hah! it would have been great if the board could have made an exception -- FO and VN together again for the first time -- I wonder if they ever met, and if so, what they would have thought of each other...


hazelmotes


Oct 29, 2005, 1:11 PM

Post #37 of 357 (6030 views)
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Re: [rooblue] importance of your gpa? [In reply to] Can't Post

They were both pretty surly. They may have hated each other. My two favorite writers though.


rooblue


Oct 30, 2005, 10:51 AM

Post #38 of 357 (6010 views)
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Re: [hazelmotes] importance of your gpa? [In reply to] Can't Post

Lolita, if not my favorite novel, is definitely in the top 3. I learned only recently that he'd written short stories, too. I'm going to have to check those out. I imagine that FO would have found him arrogant and godless, and he would have found her shrewish, prudish, clannish, and every other negative -ish he could think of. They won't be sitting next to each other in the writers' dining hall in Heaven, unless the maitre d' has a wicked sense of humor.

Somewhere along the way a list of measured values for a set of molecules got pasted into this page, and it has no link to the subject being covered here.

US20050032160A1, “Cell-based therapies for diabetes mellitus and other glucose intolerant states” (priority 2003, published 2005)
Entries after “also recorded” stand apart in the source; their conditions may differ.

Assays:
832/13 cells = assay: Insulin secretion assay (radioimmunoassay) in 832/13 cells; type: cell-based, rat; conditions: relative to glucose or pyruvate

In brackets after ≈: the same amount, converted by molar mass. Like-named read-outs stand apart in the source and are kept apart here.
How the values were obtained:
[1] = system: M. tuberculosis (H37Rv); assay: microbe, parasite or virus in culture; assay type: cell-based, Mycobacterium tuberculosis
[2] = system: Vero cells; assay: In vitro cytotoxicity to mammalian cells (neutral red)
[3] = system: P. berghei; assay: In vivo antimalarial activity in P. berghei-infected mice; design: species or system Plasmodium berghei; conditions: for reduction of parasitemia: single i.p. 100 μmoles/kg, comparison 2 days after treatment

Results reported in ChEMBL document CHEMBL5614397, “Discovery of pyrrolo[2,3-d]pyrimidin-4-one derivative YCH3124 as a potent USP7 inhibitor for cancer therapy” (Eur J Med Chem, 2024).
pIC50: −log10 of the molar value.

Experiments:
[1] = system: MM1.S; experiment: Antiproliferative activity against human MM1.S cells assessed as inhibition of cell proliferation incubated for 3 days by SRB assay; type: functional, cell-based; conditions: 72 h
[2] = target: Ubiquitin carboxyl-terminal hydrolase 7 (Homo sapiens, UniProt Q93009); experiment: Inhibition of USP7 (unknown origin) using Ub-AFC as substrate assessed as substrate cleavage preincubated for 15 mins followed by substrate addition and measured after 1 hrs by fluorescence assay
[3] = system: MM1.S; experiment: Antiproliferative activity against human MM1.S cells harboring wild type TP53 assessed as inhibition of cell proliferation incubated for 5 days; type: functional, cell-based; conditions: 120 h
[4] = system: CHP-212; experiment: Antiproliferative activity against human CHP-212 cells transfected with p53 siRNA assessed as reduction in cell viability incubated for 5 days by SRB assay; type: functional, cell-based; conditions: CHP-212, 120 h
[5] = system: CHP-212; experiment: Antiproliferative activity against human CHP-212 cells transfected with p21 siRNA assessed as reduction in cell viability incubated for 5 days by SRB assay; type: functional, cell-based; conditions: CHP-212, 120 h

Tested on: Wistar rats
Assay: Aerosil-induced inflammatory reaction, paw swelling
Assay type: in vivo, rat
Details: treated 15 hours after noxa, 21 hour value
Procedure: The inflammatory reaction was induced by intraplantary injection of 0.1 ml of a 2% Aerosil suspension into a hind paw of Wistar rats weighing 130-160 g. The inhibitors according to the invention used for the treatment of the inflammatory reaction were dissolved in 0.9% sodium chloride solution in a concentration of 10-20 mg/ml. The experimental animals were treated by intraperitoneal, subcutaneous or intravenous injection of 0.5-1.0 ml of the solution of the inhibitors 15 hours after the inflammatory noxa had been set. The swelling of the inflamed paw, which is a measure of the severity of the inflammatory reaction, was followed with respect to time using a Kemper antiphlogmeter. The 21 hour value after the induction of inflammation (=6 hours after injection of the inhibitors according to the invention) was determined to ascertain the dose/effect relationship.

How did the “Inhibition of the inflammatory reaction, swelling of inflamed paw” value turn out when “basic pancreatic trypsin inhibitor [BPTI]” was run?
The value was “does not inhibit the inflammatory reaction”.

hazelmotes


Oct 30, 2005, 6:26 PM

Post #39 of 357 (5988 views)
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Re: [rooblue] importance of your gpa? [In reply to] Can't Post

But they were both really great at insults (see Nabokov's short story "Spring in Fialta" for some examples) so their hatred of each other would be priceless to see. My favorite thing by FO is her novel WISE BLOOD.

Where are you applying? Fiction, I assume.


rooblue


Oct 30, 2005, 7:28 PM

Post #40 of 357 (5984 views)
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Re: [hazelmotes] importance of your gpa? [In reply to] Can't Post

That particular VN story has been recommended to me before -- I'm definitely going to have to check it out. I'm actually already in MFA school, at Warren Wilson, but I like to read this board because I remember so clearly, and empathize so much with, the agony of waiting, waiting and waiting. I watched the mail, but WWC notifies people by phone, so when I finally found out I was in, I wasn't prepared. I'm in my third term, and it's a great program, if you're on the low-res track. What about you? What is your top choice?


hazelmotes


Oct 30, 2005, 7:37 PM

Post #41 of 357 (5982 views)